My Heroes Live in South Sudan
My heroes live in South Sudan and I want to tell you about them.
Not many people sacrifice like they do—for their neighbors, country, and enemies. Some have even given their lives for their cause. However, most had the honor of seeing their dreams realized last weekend when the Republic of South Sudan claimed its independence. They are the chaplains of the Sudanese People’s Liberation Army.
My Connection to Sudan’s Suffering
I traveled to southern Sudan each year from 2001 to 2007 and I have seen these people’s suffering first hand. Every summer I trained chaplains and I was ordained by elders of a Sudanese church. My wife Lindsey and I also lead a non-profit, Mosaic, that initiates sustainable projects for peace and social justice in South Sudan and Uganda. We’ve been there, and seen these people’s tragic struggle.
No Greater Tragedy
Sudan has rarely known peace or stability. Civil war erupted before the nation gained independence from Britain in 1956. The south is tropical, underdeveloped, and populated by almost one hundred tribes or ethnic groups of African descent. By contrast, the north is drier, wealthier, and linked financially and culturally to the Muslim Middle East. These two groups—northern, oil-rich Arabs and southern, impoverished herdsman—have been at odds since the nineteenth century. In the words of former US Secretary of State, Colin Powell, there is “no greater tragedy on the face of the earth than the tragedy that is unfolding in the Sudan.”
For over two decades, the regime in northern Sudan (the Government of Sudan) has bombed, starved, and enslaved black southern Sudanese in an effort to subject them to Islamic rule. The Government of Sudan even funded the Lord’s Resistance Army (LRA) to terrorize the people in southern Sudan. These butchers shamelessly abduct children, force prostitution, rape, mutilate and force cannibalism. Over the past twenty-five years, more than two million southern Sudanese are dead and nearly five million southern Sudanese have been displaced by starvation and violence.
What has happened to our brothers and sister in Sudan is horrible and heartbreaking. They are still in great need from the rest of the world. But, the world is not worthy of them!
In response, southern Sudan organized a rebel movement and army—the Sudan People’s Liberation Movement/Army (SPLM/A). The SPLA defends against attacks from their government. Chaplains serve the SPLM as Christian clergy who promote human rights and reconciliation between God and humanity, the northern government and the southern army, soldiers and civilians.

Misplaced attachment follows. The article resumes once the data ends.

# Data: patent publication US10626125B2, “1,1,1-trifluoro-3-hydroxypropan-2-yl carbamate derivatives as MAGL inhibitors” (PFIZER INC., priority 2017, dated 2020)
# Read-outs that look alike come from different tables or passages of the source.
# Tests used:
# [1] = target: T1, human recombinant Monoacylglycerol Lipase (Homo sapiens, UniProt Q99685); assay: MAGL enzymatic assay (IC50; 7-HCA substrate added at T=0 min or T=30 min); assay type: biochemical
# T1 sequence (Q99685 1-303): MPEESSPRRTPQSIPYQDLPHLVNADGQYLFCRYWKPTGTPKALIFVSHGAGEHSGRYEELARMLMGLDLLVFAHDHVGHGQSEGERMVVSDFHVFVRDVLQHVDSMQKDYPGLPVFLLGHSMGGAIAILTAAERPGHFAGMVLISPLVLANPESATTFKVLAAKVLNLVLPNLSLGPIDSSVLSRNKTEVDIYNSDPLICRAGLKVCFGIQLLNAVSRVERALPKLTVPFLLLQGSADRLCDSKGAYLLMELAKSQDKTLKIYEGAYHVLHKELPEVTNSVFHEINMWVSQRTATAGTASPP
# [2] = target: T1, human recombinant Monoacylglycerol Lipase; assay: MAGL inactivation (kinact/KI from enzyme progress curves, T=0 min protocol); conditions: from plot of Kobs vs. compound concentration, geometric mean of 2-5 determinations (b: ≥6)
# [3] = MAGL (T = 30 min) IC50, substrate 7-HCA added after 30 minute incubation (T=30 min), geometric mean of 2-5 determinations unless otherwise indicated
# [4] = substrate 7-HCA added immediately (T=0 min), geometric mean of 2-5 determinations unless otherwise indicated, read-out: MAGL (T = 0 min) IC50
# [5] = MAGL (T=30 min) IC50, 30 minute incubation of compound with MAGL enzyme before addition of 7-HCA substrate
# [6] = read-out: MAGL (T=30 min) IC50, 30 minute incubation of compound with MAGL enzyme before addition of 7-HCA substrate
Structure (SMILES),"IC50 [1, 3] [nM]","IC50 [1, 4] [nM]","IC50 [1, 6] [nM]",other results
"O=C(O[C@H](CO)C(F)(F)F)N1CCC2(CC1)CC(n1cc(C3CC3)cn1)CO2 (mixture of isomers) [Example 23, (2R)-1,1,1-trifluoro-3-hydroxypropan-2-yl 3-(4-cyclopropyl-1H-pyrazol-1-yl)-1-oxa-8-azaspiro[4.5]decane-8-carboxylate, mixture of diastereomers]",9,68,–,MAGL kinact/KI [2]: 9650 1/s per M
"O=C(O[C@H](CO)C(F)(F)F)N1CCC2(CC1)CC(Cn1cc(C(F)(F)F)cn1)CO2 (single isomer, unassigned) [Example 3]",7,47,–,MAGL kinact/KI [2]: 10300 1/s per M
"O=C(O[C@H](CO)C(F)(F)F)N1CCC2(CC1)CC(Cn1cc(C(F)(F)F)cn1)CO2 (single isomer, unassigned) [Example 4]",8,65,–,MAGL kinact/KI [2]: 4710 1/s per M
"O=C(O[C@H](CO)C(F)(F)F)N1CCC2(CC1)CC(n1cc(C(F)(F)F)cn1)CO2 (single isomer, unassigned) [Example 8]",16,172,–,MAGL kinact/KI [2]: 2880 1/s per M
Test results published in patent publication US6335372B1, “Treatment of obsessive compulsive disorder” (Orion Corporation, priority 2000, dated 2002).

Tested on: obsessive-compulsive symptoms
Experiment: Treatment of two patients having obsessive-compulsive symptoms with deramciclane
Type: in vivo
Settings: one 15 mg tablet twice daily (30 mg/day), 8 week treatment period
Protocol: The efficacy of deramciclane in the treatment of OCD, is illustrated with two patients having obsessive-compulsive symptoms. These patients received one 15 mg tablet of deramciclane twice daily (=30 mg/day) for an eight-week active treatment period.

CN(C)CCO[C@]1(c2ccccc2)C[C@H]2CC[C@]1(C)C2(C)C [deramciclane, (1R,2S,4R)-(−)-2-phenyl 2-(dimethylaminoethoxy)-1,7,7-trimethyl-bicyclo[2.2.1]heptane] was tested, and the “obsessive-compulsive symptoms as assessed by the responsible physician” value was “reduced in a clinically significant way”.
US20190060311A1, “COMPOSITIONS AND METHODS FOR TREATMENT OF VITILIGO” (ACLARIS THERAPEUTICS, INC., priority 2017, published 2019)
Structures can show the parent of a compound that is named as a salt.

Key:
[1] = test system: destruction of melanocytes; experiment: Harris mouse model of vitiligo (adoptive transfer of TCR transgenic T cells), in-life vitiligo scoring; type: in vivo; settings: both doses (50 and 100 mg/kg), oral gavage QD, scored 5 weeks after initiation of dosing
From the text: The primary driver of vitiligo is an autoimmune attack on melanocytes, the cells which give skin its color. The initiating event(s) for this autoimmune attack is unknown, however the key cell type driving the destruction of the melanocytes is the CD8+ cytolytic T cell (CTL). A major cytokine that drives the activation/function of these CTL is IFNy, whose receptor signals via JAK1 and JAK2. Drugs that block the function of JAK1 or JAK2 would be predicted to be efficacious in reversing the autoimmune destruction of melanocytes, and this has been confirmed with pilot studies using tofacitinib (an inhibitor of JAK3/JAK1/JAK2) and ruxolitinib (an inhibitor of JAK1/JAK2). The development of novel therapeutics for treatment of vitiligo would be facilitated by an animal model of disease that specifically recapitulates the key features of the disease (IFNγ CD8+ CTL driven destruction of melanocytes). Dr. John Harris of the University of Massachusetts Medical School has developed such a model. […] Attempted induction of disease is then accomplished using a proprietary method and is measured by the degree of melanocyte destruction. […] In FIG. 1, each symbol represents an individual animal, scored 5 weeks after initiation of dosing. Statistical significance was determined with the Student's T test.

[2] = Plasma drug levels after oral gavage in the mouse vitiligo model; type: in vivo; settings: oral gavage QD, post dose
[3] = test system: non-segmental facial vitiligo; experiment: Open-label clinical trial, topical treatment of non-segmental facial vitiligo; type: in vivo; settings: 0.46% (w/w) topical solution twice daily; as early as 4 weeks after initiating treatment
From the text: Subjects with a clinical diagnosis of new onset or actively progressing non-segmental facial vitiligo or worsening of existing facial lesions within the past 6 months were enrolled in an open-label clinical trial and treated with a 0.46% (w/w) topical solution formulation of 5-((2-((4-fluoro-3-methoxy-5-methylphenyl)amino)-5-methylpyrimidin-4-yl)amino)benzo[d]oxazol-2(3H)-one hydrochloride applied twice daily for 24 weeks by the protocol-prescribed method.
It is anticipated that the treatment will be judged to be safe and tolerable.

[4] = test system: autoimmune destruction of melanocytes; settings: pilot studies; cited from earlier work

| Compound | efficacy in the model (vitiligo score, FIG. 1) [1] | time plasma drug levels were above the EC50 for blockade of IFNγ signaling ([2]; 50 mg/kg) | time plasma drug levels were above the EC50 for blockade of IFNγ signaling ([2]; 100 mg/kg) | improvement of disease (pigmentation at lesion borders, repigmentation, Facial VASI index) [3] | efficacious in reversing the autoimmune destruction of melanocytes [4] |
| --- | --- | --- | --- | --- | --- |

Chaplains act as agents of peace. They serve weaponless on the frontlines to minister pastorally to the southern Sudanese soldiers and to encourage the southern soldiers to engage the northern soldiers appropriately. When northern soldiers were captured, the chaplains oversaw their care and ensured that they were treated humanely. Another concern of the chaplains is the welfare of civilians, especially southern Sudanese civilians who were oppressed by the government of Sudan and terrorized by militant extremist groups that have done cruel and disgusting things to them.
What has happened to our brothers and sister in Sudan is horrible and heartbreaking. They are still in great need from the rest of the world. But, the world is not worthy of them (Heb 11:38)! I have seen the human suffering: southern soldiers injured in the war, northern POWs, bomb craters in school yards, mutilated civilians, pastors with limbs missing because they were helping others take cover as bombs exploded, recurrent droughts, orphaned children, cramped refugee camps, mass starvation, slaving raids, and epidemics of diseases.
I have also seen the courage and perseverance of the southern Sudanese people, who have been oppressed by their government, abused by the rebel army organized to defend them, and terrorized by an extremist group in northern Uganda. I have witnessed the bravery, dedication, and servant-leadership exhibited by the chaplains of the SPLA. These chaplains, many of whom were soldiers, decided to go back to the frontlines of the conflict without their weapons to minister as clergy. Some chaplains have been killed already and all the chaplains know the dangers they are facing. In the despair and darkness of the brutal realities of Sudan, there is hope.
While part of the plan was to train these men to serve their country in a time of civil war, the other part of the plan was to train them if there ever was peace. Now that South Sudan is an independent nation, hopefully peace will soon follow. There are currently over 500 pastors who will either continue to serve as chaplains or begin to plant churches in their new country. And there are more being trained as you read this. Please pray for South Sudan.